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The Cocoa bean

The Cocoa bean
In the previous post - Food of the Gods - I touched briefly on the cocoa bean while its still on the tree, but here I'm going to get into a bit more about what happens to it after harvest and also where we get ours from.
Our chocolates comes from one of the worlds most respected fine Belgian chocolate producers within the industry - Callebaut
The finest Belgian Chocolate starts with the finest cocoa beans, this takes us to...
West Africa where the tools of the trade are still today, machetes. This is because it is important not to damage the flower cushion which will produce the flowers and fruits of future harvests, plus care must also be taken not to damage the tree, which would make it easy for parasitic fungi to penetrate the tissues of the tree.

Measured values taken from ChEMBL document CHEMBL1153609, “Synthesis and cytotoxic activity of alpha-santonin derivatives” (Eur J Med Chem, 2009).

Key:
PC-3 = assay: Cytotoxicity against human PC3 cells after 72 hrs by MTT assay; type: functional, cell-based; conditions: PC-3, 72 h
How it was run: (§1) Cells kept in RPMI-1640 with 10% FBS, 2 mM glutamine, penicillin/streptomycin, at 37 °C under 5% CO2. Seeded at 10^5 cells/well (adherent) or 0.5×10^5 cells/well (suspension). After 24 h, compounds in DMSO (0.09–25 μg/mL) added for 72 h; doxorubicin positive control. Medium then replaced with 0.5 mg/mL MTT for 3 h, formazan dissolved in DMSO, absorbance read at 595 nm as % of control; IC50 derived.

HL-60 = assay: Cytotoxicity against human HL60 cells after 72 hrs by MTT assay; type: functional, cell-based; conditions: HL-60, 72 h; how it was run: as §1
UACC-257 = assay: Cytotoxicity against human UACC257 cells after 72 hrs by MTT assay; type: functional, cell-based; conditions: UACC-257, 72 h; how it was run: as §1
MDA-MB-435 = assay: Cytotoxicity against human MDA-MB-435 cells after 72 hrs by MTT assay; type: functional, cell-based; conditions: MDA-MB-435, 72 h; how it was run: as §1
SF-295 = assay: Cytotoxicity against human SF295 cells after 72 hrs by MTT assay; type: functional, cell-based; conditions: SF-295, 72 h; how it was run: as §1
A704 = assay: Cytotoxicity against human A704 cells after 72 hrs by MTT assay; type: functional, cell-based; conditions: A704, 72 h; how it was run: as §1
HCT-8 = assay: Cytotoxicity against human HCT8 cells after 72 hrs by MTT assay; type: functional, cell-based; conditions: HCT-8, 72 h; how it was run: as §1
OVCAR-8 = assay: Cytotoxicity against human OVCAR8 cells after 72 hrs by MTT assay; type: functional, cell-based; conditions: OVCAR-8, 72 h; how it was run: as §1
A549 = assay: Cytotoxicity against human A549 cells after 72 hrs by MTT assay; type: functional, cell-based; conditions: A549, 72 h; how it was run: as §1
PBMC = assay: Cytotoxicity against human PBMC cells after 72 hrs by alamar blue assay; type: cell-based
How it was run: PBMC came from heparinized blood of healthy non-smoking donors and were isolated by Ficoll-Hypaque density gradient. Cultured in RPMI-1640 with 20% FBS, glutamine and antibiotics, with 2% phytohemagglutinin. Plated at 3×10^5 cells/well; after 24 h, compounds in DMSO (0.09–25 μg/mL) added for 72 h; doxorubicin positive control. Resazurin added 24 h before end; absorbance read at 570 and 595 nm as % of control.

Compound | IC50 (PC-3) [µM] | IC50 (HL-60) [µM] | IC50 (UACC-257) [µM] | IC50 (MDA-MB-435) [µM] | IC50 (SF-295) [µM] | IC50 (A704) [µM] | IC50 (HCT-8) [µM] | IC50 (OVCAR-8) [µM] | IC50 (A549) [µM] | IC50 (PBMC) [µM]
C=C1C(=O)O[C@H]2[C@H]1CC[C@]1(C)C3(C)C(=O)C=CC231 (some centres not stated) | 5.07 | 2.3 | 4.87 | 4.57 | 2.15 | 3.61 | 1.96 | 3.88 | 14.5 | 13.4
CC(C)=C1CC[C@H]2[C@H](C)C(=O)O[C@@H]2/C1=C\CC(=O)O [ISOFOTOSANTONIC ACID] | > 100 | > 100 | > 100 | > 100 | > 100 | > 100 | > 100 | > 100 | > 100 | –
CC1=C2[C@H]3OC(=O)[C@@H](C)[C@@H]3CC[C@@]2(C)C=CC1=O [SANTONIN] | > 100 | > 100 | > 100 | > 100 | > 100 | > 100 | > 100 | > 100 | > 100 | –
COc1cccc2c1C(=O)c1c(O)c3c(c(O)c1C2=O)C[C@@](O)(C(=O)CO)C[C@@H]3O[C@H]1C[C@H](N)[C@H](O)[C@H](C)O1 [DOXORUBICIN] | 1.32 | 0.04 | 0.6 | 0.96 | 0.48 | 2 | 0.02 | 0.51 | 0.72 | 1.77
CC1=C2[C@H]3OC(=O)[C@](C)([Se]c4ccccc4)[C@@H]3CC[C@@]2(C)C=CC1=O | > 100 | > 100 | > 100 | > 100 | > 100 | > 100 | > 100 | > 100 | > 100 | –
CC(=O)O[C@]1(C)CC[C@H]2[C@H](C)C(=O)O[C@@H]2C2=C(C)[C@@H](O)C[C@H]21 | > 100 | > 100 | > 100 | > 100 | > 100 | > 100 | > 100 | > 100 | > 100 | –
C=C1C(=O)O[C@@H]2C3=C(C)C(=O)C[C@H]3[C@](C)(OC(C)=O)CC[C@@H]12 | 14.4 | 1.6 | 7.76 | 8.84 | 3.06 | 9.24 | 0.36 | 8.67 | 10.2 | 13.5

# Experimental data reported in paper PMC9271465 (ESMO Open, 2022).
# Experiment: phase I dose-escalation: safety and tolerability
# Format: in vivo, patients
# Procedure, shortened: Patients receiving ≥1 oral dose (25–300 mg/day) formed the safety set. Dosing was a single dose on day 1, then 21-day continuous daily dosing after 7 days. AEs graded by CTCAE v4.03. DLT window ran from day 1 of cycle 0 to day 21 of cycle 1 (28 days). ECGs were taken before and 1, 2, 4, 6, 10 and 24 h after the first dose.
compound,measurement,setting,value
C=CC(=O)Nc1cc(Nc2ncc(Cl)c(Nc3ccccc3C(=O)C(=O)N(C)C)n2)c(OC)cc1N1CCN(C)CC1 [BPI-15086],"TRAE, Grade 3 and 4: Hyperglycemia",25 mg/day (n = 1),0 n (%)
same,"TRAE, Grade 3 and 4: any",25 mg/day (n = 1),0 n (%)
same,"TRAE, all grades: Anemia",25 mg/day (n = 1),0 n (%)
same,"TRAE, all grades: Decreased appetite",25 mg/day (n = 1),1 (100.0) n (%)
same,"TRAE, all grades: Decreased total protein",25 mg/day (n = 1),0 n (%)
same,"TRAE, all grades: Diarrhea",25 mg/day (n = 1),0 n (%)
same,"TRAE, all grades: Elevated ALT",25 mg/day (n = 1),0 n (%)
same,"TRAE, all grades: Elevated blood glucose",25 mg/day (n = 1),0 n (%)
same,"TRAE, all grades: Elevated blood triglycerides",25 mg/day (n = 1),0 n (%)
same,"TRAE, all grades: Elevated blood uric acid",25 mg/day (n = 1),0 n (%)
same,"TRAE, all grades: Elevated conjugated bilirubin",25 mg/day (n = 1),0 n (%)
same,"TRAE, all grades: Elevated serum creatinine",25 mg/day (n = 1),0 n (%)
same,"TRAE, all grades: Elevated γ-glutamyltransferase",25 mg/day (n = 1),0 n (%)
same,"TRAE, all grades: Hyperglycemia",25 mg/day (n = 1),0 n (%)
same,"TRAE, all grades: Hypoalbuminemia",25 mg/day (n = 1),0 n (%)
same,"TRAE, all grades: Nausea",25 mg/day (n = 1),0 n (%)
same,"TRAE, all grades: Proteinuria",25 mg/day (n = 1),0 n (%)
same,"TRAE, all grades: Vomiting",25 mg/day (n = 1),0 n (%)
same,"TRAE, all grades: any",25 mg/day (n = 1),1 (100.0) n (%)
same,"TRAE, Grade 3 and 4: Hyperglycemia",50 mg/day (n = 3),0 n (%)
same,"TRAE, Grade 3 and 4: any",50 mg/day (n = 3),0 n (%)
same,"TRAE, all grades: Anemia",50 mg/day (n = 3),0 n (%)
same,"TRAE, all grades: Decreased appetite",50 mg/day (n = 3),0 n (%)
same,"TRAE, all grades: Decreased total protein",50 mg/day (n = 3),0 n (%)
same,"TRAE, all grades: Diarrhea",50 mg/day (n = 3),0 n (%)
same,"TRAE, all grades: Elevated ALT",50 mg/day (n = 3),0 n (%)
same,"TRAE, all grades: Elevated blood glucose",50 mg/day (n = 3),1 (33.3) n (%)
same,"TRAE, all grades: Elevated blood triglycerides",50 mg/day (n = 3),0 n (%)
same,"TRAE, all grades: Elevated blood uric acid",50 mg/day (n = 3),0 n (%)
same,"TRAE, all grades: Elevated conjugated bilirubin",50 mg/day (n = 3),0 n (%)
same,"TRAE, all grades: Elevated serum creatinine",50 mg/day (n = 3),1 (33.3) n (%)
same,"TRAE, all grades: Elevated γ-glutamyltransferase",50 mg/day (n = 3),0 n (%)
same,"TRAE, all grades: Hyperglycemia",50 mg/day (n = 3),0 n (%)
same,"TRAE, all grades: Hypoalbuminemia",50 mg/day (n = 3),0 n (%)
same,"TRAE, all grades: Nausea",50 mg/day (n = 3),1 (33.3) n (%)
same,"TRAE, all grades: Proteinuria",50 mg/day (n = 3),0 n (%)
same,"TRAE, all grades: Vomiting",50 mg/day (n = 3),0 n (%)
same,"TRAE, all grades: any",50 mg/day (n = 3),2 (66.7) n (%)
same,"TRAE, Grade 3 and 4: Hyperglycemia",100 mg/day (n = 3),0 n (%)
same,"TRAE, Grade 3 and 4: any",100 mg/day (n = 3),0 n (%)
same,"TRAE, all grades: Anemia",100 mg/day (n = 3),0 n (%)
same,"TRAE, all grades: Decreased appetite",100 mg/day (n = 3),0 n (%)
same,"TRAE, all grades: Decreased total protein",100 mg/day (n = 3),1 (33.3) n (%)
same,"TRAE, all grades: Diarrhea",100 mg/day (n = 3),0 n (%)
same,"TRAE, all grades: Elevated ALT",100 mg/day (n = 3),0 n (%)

The pods are opened and beans removed, they then need to undergo a fermentation and drying process to get them ready for transport. The well fermented and dried cocoa beans are then shipped to Belgium on a journey that lasts several weeks and travels across wild seas and along rugged coasts. 
Once they arrive at the warehouse, the beans are inspected and graded for quality by a biologist. Its then over to a Master Blender who takes these beans and delicately blend them with other fine cocoa beans from South America and Asia to add fruitiness, acidity and other delicate notes.
One thing that we believe in strongly is supporting everyone involved in the process of the chocolate and one of the great things about Callebaut is that they know there would be no chocolate without the farmers, and so that's why they reinvest a part of their profits back into sustainable cocoa farming through non-profit organisations that monitor West Africa's most urgent needs and coordinate sustainable projects to ensure the future of the farmers, and chocolate.

If you want to keep going, the next post is about how the cocoa is processed.

Credit to www.callebaut.com for their information on processing

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